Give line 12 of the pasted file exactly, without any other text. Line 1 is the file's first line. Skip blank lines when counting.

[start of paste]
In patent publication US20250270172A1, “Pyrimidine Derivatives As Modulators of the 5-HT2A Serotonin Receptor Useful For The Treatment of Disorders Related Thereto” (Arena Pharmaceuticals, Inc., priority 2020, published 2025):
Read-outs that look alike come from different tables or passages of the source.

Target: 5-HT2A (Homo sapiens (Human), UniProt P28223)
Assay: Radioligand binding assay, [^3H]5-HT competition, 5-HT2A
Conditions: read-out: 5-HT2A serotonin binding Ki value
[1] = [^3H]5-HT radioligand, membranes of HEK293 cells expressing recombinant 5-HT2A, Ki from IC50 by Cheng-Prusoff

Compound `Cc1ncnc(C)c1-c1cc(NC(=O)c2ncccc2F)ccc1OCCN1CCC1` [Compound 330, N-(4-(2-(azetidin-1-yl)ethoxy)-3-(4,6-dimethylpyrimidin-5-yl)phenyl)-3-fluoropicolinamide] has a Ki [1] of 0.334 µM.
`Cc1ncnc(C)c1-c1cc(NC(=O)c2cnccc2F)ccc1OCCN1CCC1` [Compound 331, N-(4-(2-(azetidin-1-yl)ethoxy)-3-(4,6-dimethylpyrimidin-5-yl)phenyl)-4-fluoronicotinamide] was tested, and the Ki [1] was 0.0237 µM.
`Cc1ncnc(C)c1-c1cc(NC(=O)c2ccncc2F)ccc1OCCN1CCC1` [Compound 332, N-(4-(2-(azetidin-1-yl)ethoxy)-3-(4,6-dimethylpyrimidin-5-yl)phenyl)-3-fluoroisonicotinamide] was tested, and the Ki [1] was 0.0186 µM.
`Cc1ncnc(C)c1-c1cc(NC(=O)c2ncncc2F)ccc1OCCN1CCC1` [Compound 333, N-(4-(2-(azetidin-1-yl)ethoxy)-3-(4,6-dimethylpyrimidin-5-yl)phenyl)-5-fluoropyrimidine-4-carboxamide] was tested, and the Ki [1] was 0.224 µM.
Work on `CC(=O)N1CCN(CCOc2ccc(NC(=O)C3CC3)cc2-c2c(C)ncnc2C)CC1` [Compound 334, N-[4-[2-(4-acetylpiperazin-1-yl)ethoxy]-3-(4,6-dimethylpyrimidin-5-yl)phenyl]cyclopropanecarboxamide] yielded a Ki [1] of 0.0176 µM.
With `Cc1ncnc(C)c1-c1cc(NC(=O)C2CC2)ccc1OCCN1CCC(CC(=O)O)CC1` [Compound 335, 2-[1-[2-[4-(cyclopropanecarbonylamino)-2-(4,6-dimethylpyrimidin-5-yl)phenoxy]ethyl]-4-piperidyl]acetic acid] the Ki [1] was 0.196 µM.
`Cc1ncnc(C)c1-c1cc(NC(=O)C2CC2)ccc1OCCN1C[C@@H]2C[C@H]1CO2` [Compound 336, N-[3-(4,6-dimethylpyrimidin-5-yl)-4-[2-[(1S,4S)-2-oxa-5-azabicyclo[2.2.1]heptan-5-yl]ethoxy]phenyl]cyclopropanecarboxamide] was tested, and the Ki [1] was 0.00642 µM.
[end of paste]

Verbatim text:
With `Cc1ncnc(C)c1-c1cc(NC(=O)C2CC2)ccc1OCCN1CCC(CC(=O)O)CC1` [Compound 335, 2-[1-[2-[4-(cyclopropanecarbonylamino)-2-(4,6-dimethylpyrimidin-5-yl)phenoxy]ethyl]-4-piperidyl]acetic acid] the Ki [1] was 0.196 µM.